Slicing the Upper Crust

I caught some of ‘Paul Hollywood’s Bread’ today on TV, and heard him pronounce that the phrase ‘the upper crust’, to mean the British upper class, originated with the practice of giving used bread trenchers to the poor. As we’ve seen before on this blog,  this kind of etmylogical literalism is usually bogus – phrases very rarely arise in this convenient, pat way, and if you hear an explanation of this sort, chances are it’s outright BS, or is at the least unprovable/unfalsifiable. But they’re appealing, easy to understand, and to remember, which is why they’ve been ‘going viral’ since well before the internet even existed (it just makes the process easier!). In this case, a TV reviewer was taken in.

This one is no exception – fortunately I don’t have to embark on an essay about it though, because Phrases.org has this one nailed, the key sentence being this one;

‘The term ‘upper crust’ didn’t in fact come to be used figuratively to refer to the aristocracy until the 19th century.’

The fact is we can’t know what was in the head of the person who coined the phrase, but the trencher explanation is at least no more likely than any other you care to dream up. In fact, it’s arguably less so, since the use of bread trenchers was long dead by this time. The earliest Google Books reference for the origin (as opposed to the phrase) is 2001, and Snopes has it appearing as part of a hoax list dating to 1999. I could find no references via the Google news archive either. It’s possible that it was in oral circulation prior to ’99, but my money’s on that list, which seems to me to have been an exercise in seeing what historical tomfoolery one could get away with in a single email forward (though elements of it certainly did pre-exist the list).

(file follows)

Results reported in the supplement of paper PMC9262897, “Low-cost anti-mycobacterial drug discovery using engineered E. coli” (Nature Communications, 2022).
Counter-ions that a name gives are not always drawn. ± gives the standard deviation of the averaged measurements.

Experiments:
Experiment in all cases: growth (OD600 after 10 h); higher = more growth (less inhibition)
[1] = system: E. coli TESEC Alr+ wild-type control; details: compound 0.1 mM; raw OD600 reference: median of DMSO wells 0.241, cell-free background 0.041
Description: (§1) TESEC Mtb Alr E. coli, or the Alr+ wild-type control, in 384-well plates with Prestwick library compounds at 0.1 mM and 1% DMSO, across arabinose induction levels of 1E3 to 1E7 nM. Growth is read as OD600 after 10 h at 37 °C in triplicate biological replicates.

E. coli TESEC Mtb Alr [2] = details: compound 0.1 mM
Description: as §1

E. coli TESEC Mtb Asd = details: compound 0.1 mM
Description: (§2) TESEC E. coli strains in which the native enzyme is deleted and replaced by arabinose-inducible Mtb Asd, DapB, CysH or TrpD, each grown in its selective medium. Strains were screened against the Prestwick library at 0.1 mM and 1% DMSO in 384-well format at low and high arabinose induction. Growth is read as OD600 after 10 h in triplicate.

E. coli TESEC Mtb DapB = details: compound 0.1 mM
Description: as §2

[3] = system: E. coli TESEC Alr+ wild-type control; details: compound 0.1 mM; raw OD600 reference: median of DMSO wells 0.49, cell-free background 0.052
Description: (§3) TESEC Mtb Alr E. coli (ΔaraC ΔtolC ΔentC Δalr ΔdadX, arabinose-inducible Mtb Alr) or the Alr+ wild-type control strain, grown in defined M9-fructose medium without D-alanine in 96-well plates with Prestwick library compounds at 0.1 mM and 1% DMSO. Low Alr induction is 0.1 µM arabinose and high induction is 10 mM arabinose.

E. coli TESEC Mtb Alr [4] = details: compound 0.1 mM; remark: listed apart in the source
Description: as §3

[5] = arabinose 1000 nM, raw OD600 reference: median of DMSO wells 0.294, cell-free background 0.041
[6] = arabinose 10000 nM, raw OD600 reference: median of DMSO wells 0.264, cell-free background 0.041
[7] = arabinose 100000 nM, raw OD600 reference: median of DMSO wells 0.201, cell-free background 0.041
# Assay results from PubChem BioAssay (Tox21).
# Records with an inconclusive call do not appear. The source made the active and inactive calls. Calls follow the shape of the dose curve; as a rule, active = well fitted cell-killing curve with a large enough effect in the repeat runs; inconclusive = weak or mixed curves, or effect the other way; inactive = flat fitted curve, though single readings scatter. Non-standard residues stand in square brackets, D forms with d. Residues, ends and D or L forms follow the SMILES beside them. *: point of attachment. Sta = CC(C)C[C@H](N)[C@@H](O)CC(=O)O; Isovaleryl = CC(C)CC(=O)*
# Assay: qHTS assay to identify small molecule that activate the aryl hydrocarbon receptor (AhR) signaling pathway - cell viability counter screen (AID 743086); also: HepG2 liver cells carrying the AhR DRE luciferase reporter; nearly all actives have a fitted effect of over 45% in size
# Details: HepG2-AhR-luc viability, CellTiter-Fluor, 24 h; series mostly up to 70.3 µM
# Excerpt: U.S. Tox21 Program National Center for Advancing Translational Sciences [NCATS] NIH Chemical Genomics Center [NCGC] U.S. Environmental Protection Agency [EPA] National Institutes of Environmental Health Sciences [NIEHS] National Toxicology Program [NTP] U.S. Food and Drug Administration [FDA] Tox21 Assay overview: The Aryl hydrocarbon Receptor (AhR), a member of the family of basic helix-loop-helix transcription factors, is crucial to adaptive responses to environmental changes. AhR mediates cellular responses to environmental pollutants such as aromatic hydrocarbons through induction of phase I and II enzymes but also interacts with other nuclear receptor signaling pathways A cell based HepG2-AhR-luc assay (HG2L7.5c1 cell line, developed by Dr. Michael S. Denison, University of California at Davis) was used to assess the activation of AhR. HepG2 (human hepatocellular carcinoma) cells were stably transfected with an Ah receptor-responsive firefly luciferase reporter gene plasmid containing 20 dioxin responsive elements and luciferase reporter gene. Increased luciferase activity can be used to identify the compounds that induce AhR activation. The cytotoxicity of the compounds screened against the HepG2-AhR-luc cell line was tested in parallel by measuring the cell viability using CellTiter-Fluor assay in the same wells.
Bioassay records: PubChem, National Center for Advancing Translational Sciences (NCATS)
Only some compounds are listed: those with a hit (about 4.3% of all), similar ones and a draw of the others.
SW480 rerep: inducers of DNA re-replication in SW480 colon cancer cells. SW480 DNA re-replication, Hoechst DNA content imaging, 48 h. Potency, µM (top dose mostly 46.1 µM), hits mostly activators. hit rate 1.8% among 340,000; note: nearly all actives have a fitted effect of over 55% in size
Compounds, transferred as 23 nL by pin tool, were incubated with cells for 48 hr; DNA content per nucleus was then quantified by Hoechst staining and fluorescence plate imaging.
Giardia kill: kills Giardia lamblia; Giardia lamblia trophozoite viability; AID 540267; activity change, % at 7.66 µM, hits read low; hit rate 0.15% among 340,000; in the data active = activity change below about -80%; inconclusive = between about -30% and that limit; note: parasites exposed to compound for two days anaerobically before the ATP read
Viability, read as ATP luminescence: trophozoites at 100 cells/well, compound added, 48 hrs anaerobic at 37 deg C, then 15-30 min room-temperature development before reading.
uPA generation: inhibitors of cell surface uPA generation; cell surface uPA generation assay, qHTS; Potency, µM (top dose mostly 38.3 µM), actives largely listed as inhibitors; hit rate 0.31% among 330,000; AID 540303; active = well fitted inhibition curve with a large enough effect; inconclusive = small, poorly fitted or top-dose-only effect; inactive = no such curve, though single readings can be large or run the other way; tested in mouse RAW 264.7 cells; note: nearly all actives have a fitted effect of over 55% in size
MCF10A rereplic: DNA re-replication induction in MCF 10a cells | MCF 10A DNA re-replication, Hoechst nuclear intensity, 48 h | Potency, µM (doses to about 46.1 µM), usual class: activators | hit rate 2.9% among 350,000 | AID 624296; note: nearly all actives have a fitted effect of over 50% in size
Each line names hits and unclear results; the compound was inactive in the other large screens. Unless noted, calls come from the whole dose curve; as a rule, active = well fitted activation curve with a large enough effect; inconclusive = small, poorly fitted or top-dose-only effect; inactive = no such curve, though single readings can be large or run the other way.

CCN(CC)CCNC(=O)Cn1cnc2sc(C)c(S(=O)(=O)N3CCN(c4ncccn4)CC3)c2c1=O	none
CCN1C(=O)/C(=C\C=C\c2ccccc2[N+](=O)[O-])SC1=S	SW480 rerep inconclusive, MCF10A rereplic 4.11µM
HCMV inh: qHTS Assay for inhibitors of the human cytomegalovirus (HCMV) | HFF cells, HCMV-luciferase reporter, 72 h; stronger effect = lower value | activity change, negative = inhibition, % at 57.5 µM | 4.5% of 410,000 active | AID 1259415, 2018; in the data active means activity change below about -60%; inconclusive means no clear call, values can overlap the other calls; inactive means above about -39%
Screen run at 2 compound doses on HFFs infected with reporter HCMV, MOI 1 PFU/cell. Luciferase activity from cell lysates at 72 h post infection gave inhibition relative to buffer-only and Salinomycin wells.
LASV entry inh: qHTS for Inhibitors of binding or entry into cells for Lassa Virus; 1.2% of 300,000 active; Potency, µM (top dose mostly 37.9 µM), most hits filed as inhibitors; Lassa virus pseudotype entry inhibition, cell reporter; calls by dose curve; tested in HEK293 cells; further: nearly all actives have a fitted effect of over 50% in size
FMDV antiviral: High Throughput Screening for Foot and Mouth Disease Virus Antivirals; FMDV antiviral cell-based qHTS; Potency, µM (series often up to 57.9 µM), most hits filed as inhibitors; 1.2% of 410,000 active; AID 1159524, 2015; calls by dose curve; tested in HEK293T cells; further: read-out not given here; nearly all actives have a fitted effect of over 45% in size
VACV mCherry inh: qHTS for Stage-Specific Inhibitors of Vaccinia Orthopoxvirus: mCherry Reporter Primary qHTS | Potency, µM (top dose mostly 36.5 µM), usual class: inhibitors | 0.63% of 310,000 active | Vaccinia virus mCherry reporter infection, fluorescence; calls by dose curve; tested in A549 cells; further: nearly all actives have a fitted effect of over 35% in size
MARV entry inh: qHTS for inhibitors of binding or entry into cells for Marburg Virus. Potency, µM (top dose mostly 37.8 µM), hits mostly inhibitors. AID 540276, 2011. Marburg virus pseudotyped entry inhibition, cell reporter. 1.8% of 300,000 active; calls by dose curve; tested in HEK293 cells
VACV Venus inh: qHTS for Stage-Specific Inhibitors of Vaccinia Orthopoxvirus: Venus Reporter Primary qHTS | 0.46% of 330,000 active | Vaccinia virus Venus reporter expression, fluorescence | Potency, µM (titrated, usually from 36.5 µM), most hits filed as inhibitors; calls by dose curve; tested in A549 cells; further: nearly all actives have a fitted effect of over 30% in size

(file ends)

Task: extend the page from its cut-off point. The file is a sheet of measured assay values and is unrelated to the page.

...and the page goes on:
It amazes me in this day and age that TV researchers either don’t bother to take 10 seconds to check something like this. But then I suspect that, like the tour guides Phrases.org mentions, they’re more interested in storytelling and traditional history than in the real thing. But when you’re recreating historical breads as the focus of your programme, why do you need this extra fluff?

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4 Responses to “Slicing the Upper Crust”

  1. Jeff Nisbet Says:

    The crisp “upper crust,” as opposed to the more doughy lower crust, was the best part of a loaf (according to my mother). She would send me to the shop with the instruction to “Tell them to make sure it’s well-fired. Solzhenitsyn waxes lyrical about the high value placed on a crust of bread in his “One Day in the Life of Ivan Denizovitch,” the tale of Ivan’s time of imprisonment in the Gulag. Much better than a spoon for sopping up the last vestiges of the poor prison fare.

    Jeff

  2. Nash Says:

    As anyone who has ever baked a loaf will know, the top of a loaf burns first, as heat rises.

  3. Facey Romford Says:

    Is it necessarily to do with bread? After all, many other things have a crust; a cowpat, for example.

    • bshistorian Says:

      I quite agree – as I say above, we can’t know what literal crust, if any, the coiner of this phrase was thinking of. But bread isn’t really any more or less likely than anything else.

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